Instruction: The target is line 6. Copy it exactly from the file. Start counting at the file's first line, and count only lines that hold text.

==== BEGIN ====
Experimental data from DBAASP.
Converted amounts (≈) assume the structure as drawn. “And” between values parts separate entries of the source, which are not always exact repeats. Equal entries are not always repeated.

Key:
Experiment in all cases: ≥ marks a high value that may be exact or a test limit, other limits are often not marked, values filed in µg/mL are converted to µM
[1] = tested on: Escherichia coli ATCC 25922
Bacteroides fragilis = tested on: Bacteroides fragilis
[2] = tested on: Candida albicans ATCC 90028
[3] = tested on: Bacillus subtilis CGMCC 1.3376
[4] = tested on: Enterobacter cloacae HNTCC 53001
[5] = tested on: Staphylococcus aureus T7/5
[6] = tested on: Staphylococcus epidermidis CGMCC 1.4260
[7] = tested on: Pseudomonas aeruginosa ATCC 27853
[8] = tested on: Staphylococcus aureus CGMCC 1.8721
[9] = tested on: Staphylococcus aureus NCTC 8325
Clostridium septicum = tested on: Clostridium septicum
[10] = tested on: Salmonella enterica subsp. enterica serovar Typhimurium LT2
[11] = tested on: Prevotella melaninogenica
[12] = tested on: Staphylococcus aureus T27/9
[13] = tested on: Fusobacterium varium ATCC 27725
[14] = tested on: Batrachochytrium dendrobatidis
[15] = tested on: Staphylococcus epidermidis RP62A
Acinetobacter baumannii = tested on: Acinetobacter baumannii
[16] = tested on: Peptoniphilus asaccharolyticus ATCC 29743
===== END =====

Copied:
Bacteroides fragilis = tested on: Bacteroides fragilis